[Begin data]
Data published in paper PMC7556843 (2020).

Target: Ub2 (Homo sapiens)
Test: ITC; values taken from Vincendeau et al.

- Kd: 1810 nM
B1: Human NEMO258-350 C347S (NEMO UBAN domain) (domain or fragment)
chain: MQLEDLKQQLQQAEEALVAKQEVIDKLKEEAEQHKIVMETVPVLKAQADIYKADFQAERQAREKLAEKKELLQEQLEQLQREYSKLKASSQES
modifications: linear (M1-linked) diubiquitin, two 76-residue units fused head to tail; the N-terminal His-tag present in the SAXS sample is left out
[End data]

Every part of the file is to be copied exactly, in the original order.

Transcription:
Data published in paper PMC7556843 (2020).

Target: Ub2 (Homo sapiens)
Test: ITC; values taken from Vincendeau et al.

- Kd: 1810 nM
B1: Human NEMO258-350 C347S (NEMO UBAN domain) (domain or fragment)
chain: MQLEDLKQQLQQAEEALVAKQEVIDKLKEEAEQHKIVMETVPVLKAQADIYKADFQAERQAREKLAEKKELLQEQLEQLQREYSKLKASSQES
modifications: linear (M1-linked) diubiquitin, two 76-residue units fused head to tail; the N-terminal His-tag present in the SAXS sample is left out